The Space Between (aka Leading)

Welcome to Tip Tuesday!

It’s time for another quick design tip to help you look a little more professional and a little less DIY.

 
In typography, “leading” refers to the distance between lines of type. When type was set by hand in printing presses, strips of lead were inserted between the lines of type to add vertical space, improving legibility. by Michelle Clayton of Let Her Fly
 

This week I’m sharing some advice about LEADING – a technical term for what’s commonly called line spacing or line height. (If you want the brief history lesson on the origins of this quirky term, you’ll have to watch the video.)

Here’s what you need to know.

Within each block of text, you want the space between your lines to be comfortable and legible, not too cramped together and not so spread out that it’s bumping into the things around it.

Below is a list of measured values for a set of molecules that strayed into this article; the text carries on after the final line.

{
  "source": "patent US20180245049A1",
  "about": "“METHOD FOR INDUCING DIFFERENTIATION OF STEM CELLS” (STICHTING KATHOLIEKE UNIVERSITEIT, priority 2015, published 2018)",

Once you have the leading right, then you’ll also want to consider the space around each block of text.

  • Is the headline connected to the body text?

  • Is there breathing room around the text?

  • Does it have it’s own “personal space” without bumping into everyone else at the party?

  • Can you easily scan and find the info on the page that you need?

Watch the video for a quick how-to (and that history lesson you may or may not want).

 
 


Here’s the “before and after” example.

 
poor line spacing

BEFORE: This is how the text looked when I typed it into Canva. See how the page looks crowded with so much copy? Every element from the top to the bottom is running into each other, making it uninteresting to read.

good line spacing

AFTER: The ONLY change I made was to reduce the leading (Canva -> Spacing -> Line Height) in the headline and body and reposition them to the center. See how the space opens up and it feels less crowded?

 

So before you spend time cutting copy or rewriting your headline, try this first. It might be the easiest, quickest, and most professional looking solution.

What other questions do you have? I’m happy to answer them in the next letter!